Building a website is a lot like buying a car, in that it’s expensive, you don’t always know what you’re getting into, and ultimately you really hope to be safe and happy in the driver’s seat.
Choosing where to build your first (or next) website can therefore be a challenge. Every platform promises flexibility and ease, but promises and reality rarely turn out to be equal. Most of us want our websites not only to look good, but also be easy to manage, and vice versa.
As a Squarespace designer, I wonder sometimes if potential clients think I’ll try to talk them into Squarespace even if it isn’t right for them. On the contrary; I’ve turned away many a client because what she wanted and what Squarespace is designed for weren’t the same.
If you’re thinking of launching a site or making a switch from, say, WordPress.org to Squarespace.com, look over the following 8 factors, which I’m posing in the form of questions, and weigh your answers carefully. These aren’t the only elements that should weigh into your decision, but they’re big ones!
#1 - How fast do you need to get your site up and running?
WordPress.org is a platform designed for web developers who want complete control. Literally hundreds of themes and plugins have been created to satisfy every wish under the sun for piecing together the most customized website you can imagine… but this usually means that building a site on WordPress takes a lot of time, even if you hire it out to an experienced developer.
Squarespace, on the other hand, is designed for the savvy, streamlining entrepreneur or small-to-mid-sized business, and sites on this platform can often be built in 1-6 weeks. And unlike WordPress, Squarespace has the most highly-requested “plugins” built right in so that you don’t need to shop, integrate and test third-party options until you find the right fit. If you’re opening an online store, for instance, you simply use the e-commerce option that’s already built in, and you can manage pricing, discounts, shipping, payment processing and more - and you know it’s going to work with the site you’ve designed!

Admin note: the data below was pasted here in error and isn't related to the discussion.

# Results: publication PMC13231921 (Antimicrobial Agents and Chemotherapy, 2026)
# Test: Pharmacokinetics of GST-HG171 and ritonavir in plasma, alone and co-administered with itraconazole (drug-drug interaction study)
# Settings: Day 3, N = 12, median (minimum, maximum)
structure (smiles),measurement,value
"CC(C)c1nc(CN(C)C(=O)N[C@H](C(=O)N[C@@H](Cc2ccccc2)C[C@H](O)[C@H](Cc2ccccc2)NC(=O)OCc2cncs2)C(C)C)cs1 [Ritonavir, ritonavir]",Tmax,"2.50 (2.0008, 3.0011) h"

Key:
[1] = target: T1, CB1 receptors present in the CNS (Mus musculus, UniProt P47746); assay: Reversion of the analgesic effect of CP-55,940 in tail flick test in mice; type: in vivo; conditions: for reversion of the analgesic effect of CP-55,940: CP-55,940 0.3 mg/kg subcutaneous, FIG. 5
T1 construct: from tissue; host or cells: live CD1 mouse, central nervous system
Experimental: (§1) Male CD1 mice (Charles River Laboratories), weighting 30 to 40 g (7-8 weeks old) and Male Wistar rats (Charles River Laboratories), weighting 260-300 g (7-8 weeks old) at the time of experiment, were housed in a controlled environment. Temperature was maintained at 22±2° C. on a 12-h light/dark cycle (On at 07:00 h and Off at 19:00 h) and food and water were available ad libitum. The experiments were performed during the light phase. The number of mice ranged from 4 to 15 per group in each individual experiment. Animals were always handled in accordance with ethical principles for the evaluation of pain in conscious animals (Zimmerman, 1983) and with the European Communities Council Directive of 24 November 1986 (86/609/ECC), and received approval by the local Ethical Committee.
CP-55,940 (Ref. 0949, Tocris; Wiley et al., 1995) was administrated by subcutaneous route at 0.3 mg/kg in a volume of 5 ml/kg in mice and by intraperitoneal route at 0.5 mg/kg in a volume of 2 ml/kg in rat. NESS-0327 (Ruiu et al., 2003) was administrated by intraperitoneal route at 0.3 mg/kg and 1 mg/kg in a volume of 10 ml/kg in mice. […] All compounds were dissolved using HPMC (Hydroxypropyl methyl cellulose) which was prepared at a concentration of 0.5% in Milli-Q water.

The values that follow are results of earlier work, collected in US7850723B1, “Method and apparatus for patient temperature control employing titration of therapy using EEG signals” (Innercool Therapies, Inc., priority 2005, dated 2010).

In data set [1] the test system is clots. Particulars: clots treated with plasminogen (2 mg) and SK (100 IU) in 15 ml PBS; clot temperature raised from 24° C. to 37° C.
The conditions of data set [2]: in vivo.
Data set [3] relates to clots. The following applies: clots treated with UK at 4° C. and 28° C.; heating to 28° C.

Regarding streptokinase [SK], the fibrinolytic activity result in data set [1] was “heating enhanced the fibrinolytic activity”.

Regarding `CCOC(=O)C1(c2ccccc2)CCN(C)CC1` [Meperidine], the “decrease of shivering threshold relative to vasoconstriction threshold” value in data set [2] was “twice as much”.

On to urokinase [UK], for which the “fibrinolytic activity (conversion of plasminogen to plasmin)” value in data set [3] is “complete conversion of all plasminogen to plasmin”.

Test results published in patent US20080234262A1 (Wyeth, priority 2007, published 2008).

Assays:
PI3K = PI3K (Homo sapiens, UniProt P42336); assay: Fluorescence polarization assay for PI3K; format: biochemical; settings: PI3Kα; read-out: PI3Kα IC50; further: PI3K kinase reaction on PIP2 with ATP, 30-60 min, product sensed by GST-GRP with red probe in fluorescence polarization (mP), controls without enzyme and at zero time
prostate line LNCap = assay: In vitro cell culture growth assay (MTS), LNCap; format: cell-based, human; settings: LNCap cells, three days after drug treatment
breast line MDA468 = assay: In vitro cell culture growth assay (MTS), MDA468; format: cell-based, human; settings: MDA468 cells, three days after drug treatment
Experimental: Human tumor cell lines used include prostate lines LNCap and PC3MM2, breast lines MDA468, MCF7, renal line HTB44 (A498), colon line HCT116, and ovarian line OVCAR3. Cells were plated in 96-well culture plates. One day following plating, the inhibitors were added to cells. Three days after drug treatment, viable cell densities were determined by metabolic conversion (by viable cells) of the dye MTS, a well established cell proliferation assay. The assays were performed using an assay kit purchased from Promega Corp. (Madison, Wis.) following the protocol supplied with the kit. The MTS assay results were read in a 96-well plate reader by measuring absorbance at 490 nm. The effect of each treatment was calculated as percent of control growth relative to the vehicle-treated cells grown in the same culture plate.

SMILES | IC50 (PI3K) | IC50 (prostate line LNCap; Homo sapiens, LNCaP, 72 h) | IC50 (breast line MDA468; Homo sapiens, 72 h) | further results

#2 - Do you want to be able to update your own site, or hire it out?
Squarespace sites can be hard to build beautifully if you don’t have design training and experience. The same is true of WordPress sites. However, once they’re built, Squarespace sites are fairly easy to update without any special knowledge of code or design, particularly if your designer sparsely used code blocks, or didn’t use them at all.
WordPress, on the other hand, is often very difficult to update and customize if you aren’t the original developer, especially if your developer used a “theme” that overrides the WordPress dashboard when you’re logged in as an admin. In this case, no matter how many YouTube tutorials you watch, you often won’t be able to find what you’re looking for, or make the “tools” inside the dashboard do what you tell them to do.
Of course, if you plan to keep your designer/developer on retainer to make changes for you, then these details won’t matter. If you do plan to make updates yourself, ask your designer two questions: One, is there a backup site in case I “break” the live version, and two, could I have a thorough, recorded tutorial on how to make changes without having to ask for your help?
#3 - Will your site require any special elements?
Most highly common website needs, such as e-commerce, Google Analytics, newsletter blocks, opt-in pop-up windows, and integrated blog capability, are available for both WordPress and Squarespace. However, some elements, such as membership sites and “drip content”, are easier to create on WordPress.
This is one of the biggest areas where Squarespace currently falls short. Although I host a “private lounge” for my Squarespace Designer Intensive right here on Squarespace, and my membership site for Learn to Live Stream is, in fact, hosted on Squarespace, my students are not able to create their own passwords to log in; I create all security access for them. While third-party paid options like MemberSpace exist, as of this writing, I have not tried them, and as I understand, there still aren’t any options that keep track of a member’s progress through a series, allowing them to see new content on a schedule based on when they entered the course.
On WordPress, there are plugins that allow members to create and change their own access login information at will, and until Squarespace creates something similar, WordPress will be the winner in this area.
Do your research on the elements your site will need, and choose what trade-offs you’re willing to make accordingly.
#4 - Do you plan on having multiple landing pages on your website?